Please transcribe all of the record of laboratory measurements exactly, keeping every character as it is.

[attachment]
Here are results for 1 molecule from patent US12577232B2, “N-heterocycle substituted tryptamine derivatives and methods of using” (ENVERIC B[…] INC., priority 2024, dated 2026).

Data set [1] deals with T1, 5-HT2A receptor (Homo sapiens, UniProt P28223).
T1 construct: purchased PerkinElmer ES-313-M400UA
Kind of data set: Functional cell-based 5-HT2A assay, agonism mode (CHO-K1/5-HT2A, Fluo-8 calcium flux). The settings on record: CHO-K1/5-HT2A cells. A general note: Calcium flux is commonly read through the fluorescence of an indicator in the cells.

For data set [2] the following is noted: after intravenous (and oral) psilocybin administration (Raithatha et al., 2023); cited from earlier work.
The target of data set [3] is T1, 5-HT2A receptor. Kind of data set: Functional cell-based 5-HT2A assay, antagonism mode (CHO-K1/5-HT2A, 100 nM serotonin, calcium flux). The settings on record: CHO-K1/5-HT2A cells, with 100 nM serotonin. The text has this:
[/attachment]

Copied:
Here are results for 1 molecule from patent US12577232B2, “N-heterocycle substituted tryptamine derivatives and methods of using” (ENVERIC B[…] INC., priority 2024, dated 2026).

Data set [1] deals with T1, 5-HT2A receptor (Homo sapiens, UniProt P28223).
T1 construct: purchased PerkinElmer ES-313-M400UA
Kind of data set: Functional cell-based 5-HT2A assay, agonism mode (CHO-K1/5-HT2A, Fluo-8 calcium flux). The settings on record: CHO-K1/5-HT2A cells. A general note: Calcium flux is commonly read through the fluorescence of an indicator in the cells.

For data set [2] the following is noted: after intravenous (and oral) psilocybin administration (Raithatha et al., 2023); cited from earlier work.
The target of data set [3] is T1, 5-HT2A receptor. Kind of data set: Functional cell-based 5-HT2A assay, antagonism mode (CHO-K1/5-HT2A, 100 nM serotonin, calcium flux). The settings on record: CHO-K1/5-HT2A cells, with 100 nM serotonin. The text has this: